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BritAurora's avatar

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According to my art do you think i'm ready to start a manga or should I imprive a little bit The pictures posted below are random examples and won't have anything to do with my manga.

The first one:Just a geisha I drew. Instead of drawing the eyes all big and multi color hair I tend to make things a bit more realistic (that usually depends on setting and type of charactar). The letters on the side say Geisha(according to the internet)/

Second one: I know this one is REALLY random but I wanted to make something that would make people think of the meaning. I also understand that i'm not the best at drawing shirtless guys. Oh! and I also like doves.

First drawing:
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Second drawing:
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Kupocake's avatar

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I'm sorry, I don't think you're ready to start drawing a comic yet.

Practice drawing real human bodies first, have a stronger grip on anatomy, composition, etc. Also, make sure to practice drawing backgrounds.
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Kupocake
I'm sorry, I don't think you're ready to start drawing a comic yet.

Practice drawing real human bodies first, have a stronger grip on anatomy, composition, etc. Also, make sure to practice drawing backgrounds.


Oya! The background, thanks for remindeing me. I shall work on those. Thank you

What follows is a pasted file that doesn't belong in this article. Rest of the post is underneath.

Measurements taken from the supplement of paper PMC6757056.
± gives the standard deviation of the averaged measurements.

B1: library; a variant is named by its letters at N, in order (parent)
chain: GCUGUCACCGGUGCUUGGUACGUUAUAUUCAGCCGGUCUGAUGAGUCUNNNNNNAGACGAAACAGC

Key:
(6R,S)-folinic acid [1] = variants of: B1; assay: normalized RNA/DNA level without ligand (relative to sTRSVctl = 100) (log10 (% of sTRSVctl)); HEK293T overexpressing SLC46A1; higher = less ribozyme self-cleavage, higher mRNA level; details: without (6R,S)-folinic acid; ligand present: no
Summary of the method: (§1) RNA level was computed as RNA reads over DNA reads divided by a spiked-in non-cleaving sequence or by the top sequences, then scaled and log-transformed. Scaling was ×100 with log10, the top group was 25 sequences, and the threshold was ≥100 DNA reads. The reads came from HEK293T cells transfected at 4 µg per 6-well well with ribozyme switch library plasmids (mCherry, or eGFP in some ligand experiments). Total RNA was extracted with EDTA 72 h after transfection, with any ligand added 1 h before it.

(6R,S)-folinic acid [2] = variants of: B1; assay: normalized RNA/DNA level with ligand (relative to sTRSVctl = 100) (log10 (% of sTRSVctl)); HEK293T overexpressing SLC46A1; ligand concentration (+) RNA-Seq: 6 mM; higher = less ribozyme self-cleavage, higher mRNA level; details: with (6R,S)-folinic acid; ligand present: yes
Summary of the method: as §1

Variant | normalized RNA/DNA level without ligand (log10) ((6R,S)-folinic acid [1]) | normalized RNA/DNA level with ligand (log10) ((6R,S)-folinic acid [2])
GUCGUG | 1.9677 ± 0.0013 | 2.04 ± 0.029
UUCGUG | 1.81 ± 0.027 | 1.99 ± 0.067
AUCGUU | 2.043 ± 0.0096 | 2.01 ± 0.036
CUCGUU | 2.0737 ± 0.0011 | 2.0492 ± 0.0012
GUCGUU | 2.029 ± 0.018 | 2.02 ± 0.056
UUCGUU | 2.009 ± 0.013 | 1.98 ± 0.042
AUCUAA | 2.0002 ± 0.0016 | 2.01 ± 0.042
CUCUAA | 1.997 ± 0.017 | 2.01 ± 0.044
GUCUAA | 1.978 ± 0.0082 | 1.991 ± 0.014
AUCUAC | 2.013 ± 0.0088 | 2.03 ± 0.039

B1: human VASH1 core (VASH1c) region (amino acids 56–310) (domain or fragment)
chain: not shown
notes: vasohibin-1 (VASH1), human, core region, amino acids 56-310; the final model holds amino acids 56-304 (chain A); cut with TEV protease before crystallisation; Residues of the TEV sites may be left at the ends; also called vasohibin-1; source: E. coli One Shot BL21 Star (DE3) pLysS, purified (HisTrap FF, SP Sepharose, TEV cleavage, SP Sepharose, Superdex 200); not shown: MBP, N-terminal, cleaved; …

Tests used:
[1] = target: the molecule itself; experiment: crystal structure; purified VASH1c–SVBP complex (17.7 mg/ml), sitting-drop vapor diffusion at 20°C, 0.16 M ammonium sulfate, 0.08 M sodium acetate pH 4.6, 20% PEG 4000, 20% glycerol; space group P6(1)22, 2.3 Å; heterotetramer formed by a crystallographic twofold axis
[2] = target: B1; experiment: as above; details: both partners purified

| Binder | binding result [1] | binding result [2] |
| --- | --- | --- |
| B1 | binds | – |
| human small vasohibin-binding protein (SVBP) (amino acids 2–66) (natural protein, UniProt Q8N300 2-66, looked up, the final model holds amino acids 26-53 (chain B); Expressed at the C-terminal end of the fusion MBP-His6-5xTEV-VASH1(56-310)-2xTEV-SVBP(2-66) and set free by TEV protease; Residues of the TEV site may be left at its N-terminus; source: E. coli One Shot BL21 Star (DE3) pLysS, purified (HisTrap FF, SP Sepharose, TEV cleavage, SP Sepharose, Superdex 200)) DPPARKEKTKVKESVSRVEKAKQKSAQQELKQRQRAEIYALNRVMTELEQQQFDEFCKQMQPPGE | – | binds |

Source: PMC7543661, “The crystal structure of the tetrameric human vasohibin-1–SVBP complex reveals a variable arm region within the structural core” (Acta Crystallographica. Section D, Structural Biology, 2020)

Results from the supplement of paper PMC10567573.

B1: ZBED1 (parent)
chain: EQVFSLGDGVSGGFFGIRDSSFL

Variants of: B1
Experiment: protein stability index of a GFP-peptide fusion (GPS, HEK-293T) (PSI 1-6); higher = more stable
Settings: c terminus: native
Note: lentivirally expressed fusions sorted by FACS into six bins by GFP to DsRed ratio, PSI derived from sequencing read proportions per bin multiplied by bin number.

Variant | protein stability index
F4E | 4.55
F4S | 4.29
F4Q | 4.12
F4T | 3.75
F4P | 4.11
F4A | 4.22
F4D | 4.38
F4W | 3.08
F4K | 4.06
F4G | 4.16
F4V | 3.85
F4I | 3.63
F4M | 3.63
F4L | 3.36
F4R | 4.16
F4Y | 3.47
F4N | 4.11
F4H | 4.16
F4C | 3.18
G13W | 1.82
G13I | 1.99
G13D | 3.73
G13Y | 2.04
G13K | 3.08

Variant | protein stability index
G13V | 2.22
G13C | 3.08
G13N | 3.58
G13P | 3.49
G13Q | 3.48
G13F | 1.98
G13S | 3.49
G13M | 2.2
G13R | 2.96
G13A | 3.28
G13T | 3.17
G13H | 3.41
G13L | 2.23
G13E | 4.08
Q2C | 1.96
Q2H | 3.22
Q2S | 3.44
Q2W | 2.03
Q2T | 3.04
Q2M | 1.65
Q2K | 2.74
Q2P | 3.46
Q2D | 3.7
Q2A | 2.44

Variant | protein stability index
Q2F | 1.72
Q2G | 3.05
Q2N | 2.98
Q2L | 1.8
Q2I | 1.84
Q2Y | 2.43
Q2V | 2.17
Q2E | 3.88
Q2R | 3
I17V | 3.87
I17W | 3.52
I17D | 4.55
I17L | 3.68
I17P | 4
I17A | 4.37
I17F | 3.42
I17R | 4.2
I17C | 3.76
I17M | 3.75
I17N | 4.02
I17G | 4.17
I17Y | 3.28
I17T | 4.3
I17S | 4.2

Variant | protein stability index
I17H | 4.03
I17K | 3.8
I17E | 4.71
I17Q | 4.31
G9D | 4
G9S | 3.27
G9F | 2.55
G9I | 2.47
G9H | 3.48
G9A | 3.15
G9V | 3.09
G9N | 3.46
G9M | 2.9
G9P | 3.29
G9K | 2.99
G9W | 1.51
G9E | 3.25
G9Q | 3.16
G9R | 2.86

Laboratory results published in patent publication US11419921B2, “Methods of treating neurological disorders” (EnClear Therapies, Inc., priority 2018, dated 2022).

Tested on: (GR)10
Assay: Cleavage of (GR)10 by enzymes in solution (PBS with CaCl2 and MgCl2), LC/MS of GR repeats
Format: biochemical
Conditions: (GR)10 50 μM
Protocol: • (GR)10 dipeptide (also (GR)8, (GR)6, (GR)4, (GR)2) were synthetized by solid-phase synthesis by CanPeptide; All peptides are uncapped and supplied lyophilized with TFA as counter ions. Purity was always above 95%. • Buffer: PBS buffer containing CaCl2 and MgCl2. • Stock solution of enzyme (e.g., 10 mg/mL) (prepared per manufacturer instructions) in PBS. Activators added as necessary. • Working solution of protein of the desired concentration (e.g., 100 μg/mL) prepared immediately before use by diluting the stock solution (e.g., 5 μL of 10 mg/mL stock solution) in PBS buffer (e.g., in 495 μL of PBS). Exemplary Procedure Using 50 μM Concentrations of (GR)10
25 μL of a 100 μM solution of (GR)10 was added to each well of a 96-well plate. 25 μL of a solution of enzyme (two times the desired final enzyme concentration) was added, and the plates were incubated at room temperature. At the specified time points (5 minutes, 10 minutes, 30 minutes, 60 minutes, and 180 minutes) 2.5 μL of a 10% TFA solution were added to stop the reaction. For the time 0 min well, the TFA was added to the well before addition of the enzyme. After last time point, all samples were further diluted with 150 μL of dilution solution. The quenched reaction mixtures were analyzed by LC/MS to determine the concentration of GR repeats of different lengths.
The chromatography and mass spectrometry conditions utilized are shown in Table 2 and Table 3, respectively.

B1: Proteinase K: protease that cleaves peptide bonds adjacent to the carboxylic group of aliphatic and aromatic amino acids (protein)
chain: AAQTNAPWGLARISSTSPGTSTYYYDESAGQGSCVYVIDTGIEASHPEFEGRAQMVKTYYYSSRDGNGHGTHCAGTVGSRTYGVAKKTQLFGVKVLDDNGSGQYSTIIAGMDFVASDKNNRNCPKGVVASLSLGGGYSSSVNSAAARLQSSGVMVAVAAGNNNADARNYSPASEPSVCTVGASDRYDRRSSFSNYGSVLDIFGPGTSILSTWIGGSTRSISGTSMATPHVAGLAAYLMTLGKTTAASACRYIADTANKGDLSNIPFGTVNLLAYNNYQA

I'll counter their statement. I don't think you can ever be too bad to start a comic. You will get better just by doing it. You can always start over when you improve.

Of course this is just for fun. I wouldn't recommend trying to publish a comic at any skill level.
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I'm going to have to disagree. Drawing a comic at an inexperienced skill level becomes completely frustrating. If the OP is working solo, not only will she have to deal with the conventions of script writing, she'll also have to worry about storytelling, panel transitions, page composition, layout, pacing, readability, etc. and naturally, the art itself.

In my opinion, sequential art is one of the hardest art forms to "get." A project that starts off as fun quickly gets thrown away because of lack of skill and/or experience. Let the aspiring comic artist work on their technical drawing skills first before tackling the nuances of the comic art form. It will be far more enjoyable and "fun" in the end.
Kupocake
I'm going to have to disagree. Drawing a comic at an inexperienced skill level becomes completely frustrating. If the OP is working solo, not only will she have to deal with the conventions of script writing, she'll also have to worry about storytelling, panel transitions, page composition, layout, pacing, readability, etc. and naturally, the art itself.